Introduction to the Chinese “Dialects” (1) Cantonese v. Mandarin
‘Do you speak Chinese?’ ‘Do you speak Mandarin or Cantonese?’
In the years I have spent living in the UK, this is a question that I’ve often come across.
And when you can answer confidently ‘YES’ and ‘BOTH’ to the admiration of my friends, it’s a question that I rather like answering!
As China becomes increasingly important in the international stage, interests of all things Chinese has likewise soared. The issue of Chinese language though, it’s a very, very complicating one. Mandarin and Cantonese are only two of the many Chinese dialects spoken in China: in fact, whether you should classify them as “dialects” or not is also under dispute.
The years I’ve spent responding to this question has helped me craft an answer: hopefully this will solve some of your confusion!
(Allow me to insert a disclaimer first: to discuss any Chinese-related issues in any (relative) depth inevitably ventures into politics. My background and upbringing will have influenced what I write, however, impartial I try to be. Read at your own “risk” :P)
The Chinese language is categorised in a completely different way to European languages. “Chinese” is, in fact, merely an umbrella term on all the languages and dialects that is spoken among the ethnic Chinese population. Depending on who you ask, there are at least seven sub-groupings of Chinese languages, of which Mandarin and Cantonese (a branch of “Yue” Chinese) are only two of them.
What is the relationship between all these languages and dialects? The best European analogy that I can come up with is Spain. Mandarin, like Castilian Spanish, is spoken natively by a large majority of the population, However, in certain frontiers (and they tend to be coastal) regions, regional languages takes precedence. Cantonese, for example, is mainly spoken in Guangdong province, Hong Kong and Macau. However, Cantonese-speaking people (at least from our generation onwards) would have learned how to speak Mandarin at school as well. Hence depending on which part of China you (or your family) are from, you possibly can speak two, or even three, Chinese!
(The situation is further complicated by the non-ethically Chinese population. Languages that are not in any way related to Chinese dialects, such as Mongolian, is also spoken within the borders of China)
The differences in these languages vary. Cantonese and Mandarin, for example, are dissimilar enough to not be “mutually intelligible”. That means if I can only speak one of them you can only speak the other, we would not be able to communicate with each other. In fact, the spoken variation can be wider than some different European languages, despite all being called ‘Chinese’.
(This only relates to the spoken form; there is another whole story to tell about the written. Oh, ideas for new blog posts!)
As you can see from the map above that I blatantly stole from Wikipedia, Cantonese trails behind Mandarin and Wu (Shanghaiese) in terms of numbers of speakers worldwide, only constituting about 5% of all Chinese speakers. You might be quite surprised by this, given that, well, you’ve heard of it.
Cantonese enjoys a significant, and arguably disproportionate, position within all Chinese languages in the West because of it is the main language in most overseas communities, of which politics played a major part.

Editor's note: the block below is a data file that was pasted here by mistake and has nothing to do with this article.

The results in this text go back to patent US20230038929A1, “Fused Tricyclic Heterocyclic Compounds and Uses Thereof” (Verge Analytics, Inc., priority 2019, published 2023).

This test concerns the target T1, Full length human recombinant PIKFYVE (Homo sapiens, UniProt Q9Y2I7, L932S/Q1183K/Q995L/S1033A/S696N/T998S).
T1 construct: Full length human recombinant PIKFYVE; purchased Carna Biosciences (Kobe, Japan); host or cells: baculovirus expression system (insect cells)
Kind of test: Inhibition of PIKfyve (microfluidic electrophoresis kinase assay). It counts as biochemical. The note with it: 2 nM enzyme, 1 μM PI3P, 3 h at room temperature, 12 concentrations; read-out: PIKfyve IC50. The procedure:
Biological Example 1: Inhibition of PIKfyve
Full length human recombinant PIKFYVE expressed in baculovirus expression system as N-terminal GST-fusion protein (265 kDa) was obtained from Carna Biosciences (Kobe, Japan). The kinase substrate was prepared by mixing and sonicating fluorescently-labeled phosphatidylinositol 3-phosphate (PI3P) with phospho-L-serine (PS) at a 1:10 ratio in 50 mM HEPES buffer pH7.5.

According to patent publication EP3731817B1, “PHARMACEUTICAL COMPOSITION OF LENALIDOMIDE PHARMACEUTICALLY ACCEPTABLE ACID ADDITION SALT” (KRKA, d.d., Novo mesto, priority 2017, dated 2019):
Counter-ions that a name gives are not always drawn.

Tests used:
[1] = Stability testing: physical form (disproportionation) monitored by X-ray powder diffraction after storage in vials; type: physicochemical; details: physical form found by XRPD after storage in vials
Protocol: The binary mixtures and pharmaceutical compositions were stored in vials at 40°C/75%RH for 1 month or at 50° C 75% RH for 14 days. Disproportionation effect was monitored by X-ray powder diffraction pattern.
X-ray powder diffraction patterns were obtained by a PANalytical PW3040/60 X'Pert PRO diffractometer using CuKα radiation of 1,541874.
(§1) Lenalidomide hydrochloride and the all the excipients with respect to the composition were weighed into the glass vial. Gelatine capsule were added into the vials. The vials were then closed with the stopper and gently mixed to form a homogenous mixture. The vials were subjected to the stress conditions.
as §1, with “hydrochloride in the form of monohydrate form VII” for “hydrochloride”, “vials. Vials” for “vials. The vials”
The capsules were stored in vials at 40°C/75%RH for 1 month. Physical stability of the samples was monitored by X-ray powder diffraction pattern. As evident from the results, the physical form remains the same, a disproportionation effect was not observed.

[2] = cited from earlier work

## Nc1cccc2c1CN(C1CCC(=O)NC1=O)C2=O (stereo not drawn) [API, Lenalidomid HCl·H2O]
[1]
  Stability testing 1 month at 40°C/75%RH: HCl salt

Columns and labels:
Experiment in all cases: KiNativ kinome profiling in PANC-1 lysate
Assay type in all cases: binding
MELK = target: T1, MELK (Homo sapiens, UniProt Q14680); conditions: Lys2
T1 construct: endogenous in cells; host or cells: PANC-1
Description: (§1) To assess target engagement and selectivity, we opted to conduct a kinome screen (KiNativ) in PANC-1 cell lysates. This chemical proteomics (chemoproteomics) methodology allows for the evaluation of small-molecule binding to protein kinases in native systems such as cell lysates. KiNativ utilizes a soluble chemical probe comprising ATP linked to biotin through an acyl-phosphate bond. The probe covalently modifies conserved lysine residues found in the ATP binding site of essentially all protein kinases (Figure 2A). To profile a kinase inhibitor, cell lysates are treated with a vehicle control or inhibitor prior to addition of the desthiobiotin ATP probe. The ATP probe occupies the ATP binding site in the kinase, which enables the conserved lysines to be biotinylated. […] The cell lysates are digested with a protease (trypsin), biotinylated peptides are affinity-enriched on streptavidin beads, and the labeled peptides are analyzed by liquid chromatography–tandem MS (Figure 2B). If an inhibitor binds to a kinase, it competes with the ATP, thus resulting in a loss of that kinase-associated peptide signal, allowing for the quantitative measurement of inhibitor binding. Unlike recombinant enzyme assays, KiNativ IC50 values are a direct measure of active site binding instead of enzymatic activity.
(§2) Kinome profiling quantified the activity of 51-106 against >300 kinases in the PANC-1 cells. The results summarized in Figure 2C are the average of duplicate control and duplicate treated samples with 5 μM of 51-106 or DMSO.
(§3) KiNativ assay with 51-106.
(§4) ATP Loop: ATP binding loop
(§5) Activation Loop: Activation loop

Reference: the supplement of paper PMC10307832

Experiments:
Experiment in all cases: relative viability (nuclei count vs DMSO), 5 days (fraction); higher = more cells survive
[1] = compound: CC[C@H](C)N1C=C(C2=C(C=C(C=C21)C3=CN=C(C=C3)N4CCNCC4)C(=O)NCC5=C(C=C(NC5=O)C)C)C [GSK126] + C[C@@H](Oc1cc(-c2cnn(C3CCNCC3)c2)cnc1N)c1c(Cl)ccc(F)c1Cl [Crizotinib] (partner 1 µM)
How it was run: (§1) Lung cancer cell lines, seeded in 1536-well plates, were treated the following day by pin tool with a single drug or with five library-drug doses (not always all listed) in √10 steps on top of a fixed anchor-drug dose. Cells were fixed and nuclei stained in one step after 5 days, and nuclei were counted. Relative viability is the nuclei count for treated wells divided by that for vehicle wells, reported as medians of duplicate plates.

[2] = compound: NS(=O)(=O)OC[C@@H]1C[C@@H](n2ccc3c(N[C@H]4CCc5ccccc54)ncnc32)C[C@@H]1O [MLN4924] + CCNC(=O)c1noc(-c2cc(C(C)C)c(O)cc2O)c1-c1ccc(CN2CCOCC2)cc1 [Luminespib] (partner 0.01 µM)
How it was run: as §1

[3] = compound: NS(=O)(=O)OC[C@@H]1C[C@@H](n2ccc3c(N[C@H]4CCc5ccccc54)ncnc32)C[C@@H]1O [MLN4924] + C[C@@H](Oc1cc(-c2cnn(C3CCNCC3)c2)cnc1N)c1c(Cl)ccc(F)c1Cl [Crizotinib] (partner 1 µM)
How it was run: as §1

The Cantonese-speaking region had, for various reason, been the region with most interest and contact from outsiders. For much of history, Canton (now Guangzhou) has been the most prominent, and at times only, port open to foreign trade. At the aftermath of the First Opium War (1840), Britain coerced China into ceding a small island in southern Guangdong as a colony: Hong Kong, and would rule it until 1997.
The fact that Hong Kong speaks Cantonese is why westerners have some knowledge of the language. It became the point of contact between Chinese and Western culture, especially after the proclamation of a communist China in 1949. With the link between communist China and the outside world effectively severed, the Culture of Hong Kong flourished and became the ‘China’ known to the West: Bruce Lee; Jackie Chan; Dim Sim; Fishing boats next to High-rise apartment blocks, these are all Cantonese culture icons that were exported from Hong Kong.
Another major result of Colonial rule is emigration. Ever since the 19th century, southeast China has been the major source of emigration from China, a lot of whom speaks Cantonese as their mother tongue. Recently, though, it was the end of colonialism that brought a massive emigration wave from Hong Kong. Insecurity of the end of British rule exacerbated by the Communist crackdown in Tiananmen Square. 1989 convinced a lot of Hong Kong people that their future is best continued elsewhere. Perhaps as many as 1/6 of Hong Kong people emigrated, most to the West with Vancouver as the most popular destination. (Ask your Canadian friends, you can easily get by in Vancouver while only speaking Cantonese: my grandma proved that)
This emigration wave considerably strengthened the use of the Cantonese language in overseas communities, and if you’re my age living in the Anglophone countries (especially CANADA), there’s a good chance that your Chinese friends speak Cantonese at home.
(In recent years, though, emigration from the Mandarin-speaking part of China and Taiwan are slowly changing the demographics of the overseas communities, but Cantonese remains popular)
Tl;DR: Cantonese and Mandarin are both subgroups of Chinese; there are many more subgroups; Mandarin is far more popular in China but due to historical reasons Cantonese is perhaps more well-known in the West.
Next time we’ll tackle a more controversial issue, the classification of Chinese languages. Are the dialects? Or are they separate languages?
Guess what? It depends on politics.